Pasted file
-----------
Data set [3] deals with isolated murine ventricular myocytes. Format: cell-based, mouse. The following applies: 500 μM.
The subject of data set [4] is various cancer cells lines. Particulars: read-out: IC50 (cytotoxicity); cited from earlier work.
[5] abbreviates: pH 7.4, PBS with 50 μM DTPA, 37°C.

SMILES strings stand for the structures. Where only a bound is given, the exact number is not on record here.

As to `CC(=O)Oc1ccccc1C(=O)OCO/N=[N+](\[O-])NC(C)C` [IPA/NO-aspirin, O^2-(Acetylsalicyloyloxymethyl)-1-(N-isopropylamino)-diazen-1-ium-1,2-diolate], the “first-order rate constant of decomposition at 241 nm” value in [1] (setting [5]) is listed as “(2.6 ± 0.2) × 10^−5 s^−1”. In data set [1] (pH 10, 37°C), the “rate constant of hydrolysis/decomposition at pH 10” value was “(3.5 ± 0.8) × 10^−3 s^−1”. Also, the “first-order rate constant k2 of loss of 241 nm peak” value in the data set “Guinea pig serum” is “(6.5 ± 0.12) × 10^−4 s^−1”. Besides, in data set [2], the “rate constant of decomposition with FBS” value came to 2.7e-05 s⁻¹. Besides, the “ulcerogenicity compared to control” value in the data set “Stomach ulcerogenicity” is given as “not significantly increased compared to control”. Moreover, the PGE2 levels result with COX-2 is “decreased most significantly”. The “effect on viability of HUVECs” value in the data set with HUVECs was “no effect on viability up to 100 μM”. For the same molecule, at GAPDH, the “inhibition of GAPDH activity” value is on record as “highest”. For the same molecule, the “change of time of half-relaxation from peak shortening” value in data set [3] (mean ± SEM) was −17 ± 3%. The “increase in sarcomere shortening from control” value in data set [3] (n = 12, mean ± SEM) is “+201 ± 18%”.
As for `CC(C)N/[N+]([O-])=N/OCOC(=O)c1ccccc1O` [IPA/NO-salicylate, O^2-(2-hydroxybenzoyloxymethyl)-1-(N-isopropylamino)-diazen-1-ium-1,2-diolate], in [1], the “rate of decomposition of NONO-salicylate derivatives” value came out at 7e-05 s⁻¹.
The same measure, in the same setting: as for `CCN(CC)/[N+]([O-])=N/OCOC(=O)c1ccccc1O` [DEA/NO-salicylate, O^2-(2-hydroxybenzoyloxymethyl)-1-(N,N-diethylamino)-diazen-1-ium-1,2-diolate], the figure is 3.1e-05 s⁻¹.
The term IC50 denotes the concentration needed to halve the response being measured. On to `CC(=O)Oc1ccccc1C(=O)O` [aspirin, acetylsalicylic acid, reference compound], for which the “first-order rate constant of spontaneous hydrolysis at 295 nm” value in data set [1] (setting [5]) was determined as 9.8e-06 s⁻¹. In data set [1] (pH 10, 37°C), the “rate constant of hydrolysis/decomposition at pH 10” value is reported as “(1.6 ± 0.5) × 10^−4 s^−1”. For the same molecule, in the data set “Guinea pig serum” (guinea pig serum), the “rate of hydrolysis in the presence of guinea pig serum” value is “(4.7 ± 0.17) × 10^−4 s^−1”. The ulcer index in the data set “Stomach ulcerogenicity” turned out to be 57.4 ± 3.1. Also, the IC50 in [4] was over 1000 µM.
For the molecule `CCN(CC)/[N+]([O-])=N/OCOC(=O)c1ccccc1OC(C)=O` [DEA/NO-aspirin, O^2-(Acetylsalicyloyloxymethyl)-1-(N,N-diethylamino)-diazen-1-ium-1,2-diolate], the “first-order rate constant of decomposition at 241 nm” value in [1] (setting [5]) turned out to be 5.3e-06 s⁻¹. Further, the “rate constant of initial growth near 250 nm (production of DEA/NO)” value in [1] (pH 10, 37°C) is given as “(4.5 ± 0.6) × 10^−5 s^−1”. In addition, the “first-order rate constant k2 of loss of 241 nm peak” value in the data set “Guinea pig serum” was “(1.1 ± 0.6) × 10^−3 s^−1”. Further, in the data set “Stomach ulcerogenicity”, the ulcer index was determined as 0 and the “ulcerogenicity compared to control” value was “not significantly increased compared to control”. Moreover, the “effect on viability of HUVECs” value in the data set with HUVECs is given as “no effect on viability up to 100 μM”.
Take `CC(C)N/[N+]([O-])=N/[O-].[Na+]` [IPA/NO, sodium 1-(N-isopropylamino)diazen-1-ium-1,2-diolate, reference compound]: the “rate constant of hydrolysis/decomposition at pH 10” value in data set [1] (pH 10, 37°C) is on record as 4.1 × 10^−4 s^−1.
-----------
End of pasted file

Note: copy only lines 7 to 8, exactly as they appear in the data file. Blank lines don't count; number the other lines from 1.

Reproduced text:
The same measure, in the same setting: as for `CCN(CC)/[N+]([O-])=N/OCOC(=O)c1ccccc1O` [DEA/NO-salicylate, O^2-(2-hydroxybenzoyloxymethyl)-1-(N,N-diethylamino)-diazen-1-ium-1,2-diolate], the figure is 3.1e-05 s⁻¹.
The term IC50 denotes the concentration needed to halve the response being measured. On to `CC(=O)Oc1ccccc1C(=O)O` [aspirin, acetylsalicylic acid, reference compound], for which the “first-order rate constant of spontaneous hydrolysis at 295 nm” value in data set [1] (setting [5]) was determined as 9.8e-06 s⁻¹. In data set [1] (pH 10, 37°C), the “rate constant of hydrolysis/decomposition at pH 10” value is reported as “(1.6 ± 0.5) × 10^−4 s^−1”. For the same molecule, in the data set “Guinea pig serum” (guinea pig serum), the “rate of hydrolysis in the presence of guinea pig serum” value is “(4.7 ± 0.17) × 10^−4 s^−1”. The ulcer index in the data set “Stomach ulcerogenicity” turned out to be 57.4 ± 3.1. Also, the IC50 in [4] was over 1000 µM.